Monday, October 31, 2011

New papers from the National Bureau of Economic Research

The Composition and Draw-down of Wealth in Retirement by James M. Poterba, Steven F. Venti, David A. Wise - #17536 (AG EFG PE)

Abstract: This paper presents evidence on the resources available to households as they enter retirement. It draws heavily on data collected by the Health and Retirement Study and calculates the "potential additional annuity income" that households could purchase, given their holdings of non-annuitized financial assets at the start of retirement.    

Even if households used all of their financial assets inside and outside personal retirement accounts to purchase a life annuity, only 47 percent of households between the ages of 65 and 69 in 2008 could increase their life-contingent income by more than $5,000 per year.

At the upper end of the wealth distribution, however, a substantial number of households could make large annuity purchases. The paper also considers the role of housing equity in the portfolios of retirement-age households, and explores the extent to which households draw down housing equity and financial assets as they age.

Many households appear to treat housing equity and non-annuitized financial assets as "precautionary savings," tending to draw them down only when they experience a shock such as the death of a spouse or a period of substantial medical outlays. Because home equity is often conserved until very late in life, for many households it may provide some insurance against the risk of living longer than expected.

How Did the Recession of 2007-2009 Affect the Wealth and Retirement of the Near Retirement Age Population in the Health and Retirement Study? by Alan L. Gustman, Thomas L. Steinmeier, Nahid Tabatabai - #17547 (AG EFG LS PE)

Abstract: This paper uses asset and labor market data from the Health and Retirement Study (HRS) to investigate how the recent "Great Recession" has affected the wealth and retirement of those in the population who were just approaching retirement age at the beginning of the recession, a potentially vulnerable segment of the working age population. The retirement wealth held by those ages 53 to 58 before the onset of the recession in 2006 declined by a relatively modest 2.8 percentage points by 2010.    In more normal times, their wealth would have increased over these four years. Members of older cohorts accumulated an additional 5 percent of wealth over the same age span.

To be sure, a part of their accumulation was the result of the upside of the housing bubble. The wealth holdings of poorer households were least affected by the recession. Relative losses are greatest for those who initially had the highest wealth when the recession began.

The adverse labor market effects of the Great Recession are more modest. Although there is an increase in unemployment, that increase is not mirrored in the rate of flow out of full-time work or partial retirement. All told, the retirement behavior of the Early Boomer cohort looks similar, at least so far, to the behavior observed for members of older cohorts at comparable ages.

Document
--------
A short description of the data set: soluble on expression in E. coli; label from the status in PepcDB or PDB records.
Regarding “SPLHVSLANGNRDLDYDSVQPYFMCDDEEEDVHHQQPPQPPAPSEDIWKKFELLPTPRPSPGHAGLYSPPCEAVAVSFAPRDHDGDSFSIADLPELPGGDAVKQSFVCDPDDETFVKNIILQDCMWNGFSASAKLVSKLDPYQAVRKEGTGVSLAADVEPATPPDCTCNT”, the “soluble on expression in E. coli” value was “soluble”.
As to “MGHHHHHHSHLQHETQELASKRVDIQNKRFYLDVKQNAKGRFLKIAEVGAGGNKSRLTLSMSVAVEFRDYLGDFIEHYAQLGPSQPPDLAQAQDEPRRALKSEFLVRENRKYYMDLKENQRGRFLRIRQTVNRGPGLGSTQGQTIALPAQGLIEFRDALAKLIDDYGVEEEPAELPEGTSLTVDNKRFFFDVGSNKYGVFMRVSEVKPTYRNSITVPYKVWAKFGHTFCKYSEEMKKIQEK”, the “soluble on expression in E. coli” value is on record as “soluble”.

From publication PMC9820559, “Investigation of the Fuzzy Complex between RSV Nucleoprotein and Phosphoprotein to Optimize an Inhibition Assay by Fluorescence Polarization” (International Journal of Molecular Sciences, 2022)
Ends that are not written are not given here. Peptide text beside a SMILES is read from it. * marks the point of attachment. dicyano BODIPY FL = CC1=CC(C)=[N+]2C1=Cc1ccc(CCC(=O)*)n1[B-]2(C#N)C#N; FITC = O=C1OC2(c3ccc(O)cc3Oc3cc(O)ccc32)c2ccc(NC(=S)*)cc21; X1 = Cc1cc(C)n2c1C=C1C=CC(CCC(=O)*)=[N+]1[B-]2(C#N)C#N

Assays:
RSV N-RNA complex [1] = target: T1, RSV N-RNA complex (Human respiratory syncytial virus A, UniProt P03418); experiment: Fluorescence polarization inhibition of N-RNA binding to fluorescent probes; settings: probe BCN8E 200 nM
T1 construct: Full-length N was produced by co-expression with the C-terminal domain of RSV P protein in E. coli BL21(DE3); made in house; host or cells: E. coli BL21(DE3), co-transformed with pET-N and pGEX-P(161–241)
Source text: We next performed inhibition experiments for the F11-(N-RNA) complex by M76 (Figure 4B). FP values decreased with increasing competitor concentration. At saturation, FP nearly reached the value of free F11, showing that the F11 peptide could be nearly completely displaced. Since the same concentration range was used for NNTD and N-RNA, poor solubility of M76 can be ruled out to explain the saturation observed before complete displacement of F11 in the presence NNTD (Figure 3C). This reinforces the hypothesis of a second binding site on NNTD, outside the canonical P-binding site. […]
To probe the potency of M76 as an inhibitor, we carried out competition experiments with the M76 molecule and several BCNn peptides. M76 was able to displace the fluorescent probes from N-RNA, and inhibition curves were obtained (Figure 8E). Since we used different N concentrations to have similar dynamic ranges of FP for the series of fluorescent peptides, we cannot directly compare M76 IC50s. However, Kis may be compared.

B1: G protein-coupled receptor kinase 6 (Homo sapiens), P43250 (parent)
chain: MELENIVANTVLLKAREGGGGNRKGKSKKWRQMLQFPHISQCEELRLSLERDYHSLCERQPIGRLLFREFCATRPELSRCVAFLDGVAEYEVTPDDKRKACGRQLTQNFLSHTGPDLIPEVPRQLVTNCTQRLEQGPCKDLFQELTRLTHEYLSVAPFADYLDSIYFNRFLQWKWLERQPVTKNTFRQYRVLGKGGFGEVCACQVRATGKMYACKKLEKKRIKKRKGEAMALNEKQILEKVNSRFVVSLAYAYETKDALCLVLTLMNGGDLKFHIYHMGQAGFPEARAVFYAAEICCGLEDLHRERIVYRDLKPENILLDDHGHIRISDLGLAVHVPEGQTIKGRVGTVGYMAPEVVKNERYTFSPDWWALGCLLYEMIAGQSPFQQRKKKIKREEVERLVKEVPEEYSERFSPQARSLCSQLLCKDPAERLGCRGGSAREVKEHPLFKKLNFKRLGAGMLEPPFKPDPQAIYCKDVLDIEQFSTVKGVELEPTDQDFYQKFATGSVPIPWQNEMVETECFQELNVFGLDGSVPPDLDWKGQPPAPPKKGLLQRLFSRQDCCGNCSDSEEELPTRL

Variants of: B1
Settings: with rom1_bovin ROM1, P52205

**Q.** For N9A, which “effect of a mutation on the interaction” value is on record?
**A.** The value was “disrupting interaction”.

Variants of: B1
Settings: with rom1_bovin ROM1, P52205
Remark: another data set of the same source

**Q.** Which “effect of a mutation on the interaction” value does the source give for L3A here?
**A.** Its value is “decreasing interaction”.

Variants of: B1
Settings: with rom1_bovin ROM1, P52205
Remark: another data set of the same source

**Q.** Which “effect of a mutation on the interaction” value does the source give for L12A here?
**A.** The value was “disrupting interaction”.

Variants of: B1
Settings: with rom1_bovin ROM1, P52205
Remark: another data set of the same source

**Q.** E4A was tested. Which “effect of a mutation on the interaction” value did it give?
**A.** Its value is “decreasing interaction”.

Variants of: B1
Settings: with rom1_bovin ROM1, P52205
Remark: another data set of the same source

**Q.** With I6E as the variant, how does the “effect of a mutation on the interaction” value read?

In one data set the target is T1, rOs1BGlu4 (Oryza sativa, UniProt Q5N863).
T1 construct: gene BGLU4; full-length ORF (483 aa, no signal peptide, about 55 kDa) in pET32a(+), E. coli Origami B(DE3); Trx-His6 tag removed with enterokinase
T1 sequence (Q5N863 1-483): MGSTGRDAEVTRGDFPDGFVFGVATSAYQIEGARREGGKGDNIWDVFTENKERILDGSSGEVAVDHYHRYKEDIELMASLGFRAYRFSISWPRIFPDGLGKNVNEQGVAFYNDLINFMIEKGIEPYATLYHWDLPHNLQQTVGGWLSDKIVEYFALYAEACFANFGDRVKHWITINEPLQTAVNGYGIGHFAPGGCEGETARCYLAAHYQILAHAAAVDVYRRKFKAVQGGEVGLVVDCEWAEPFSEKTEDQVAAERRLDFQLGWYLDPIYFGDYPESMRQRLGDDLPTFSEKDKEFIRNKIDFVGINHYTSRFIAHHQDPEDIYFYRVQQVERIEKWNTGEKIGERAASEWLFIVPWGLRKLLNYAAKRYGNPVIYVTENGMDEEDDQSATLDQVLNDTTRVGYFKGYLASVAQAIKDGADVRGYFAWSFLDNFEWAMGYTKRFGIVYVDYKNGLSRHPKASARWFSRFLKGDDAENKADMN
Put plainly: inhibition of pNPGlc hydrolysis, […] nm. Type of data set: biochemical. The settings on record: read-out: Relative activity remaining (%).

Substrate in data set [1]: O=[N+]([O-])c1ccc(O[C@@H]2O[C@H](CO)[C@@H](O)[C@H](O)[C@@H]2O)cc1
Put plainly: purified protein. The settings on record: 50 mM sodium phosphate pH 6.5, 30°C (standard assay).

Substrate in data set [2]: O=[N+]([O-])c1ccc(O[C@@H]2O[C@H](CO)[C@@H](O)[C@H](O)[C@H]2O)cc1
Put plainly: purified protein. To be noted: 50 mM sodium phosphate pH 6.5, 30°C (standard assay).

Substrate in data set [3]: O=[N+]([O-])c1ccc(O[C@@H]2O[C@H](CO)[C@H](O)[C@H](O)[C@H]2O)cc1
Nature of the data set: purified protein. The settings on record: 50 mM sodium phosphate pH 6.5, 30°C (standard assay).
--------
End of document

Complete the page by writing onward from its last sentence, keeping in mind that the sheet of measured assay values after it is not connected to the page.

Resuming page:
Very few in the population nearing retirement age have experienced multiple adverse events. Although most of the loss in wealth is due to a fall in the net value of housing, because very few in this cohort have found their housing wealth under water, and housing is the one asset this cohort is not likely to cash in for another decade or two, there is time for their losses in housing wealth to recover.

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Friday, October 28, 2011

What can the presidential candidates learn from Social Security privatization abroad?

Elaine Fultz of the National Academy of Social Insurance weighs in. She sums up:

The candidates should take a close look at countries where social security privatization is a reality.  Based on their findings, they should explain to the public how they would meet its high transition costs, avoid erosion of worker accounts by private management fees, and deal with workers who are disadvantaged by financial market volatility.

Given where NASI stands on things, you're not likely to get the full story on the positive aspects of defined contribution pensions. And there ARE good answers to all of these questions. But still, her comments are worth reading since many policymakers haven't thought closely about these questions.

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Friday, October 21, 2011

Finally, a COLA coming your way…

The AP reports on a 3.5 percent Cost of Living Adjustment for Social Security benefits in 2012. If you want a detailed look at how we got where we are on COLAs, here's my take for AEI.

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Wednesday, October 19, 2011

New papers from the Social Science Research Network


"Employment-Based Retirement Plan Participation: Geographic Differences and Trends, 2010" 
EBRI Issue Brief, No. 363, October 2011

CRAIG COPELAND, Employee Benefit Research Institute (EBRI)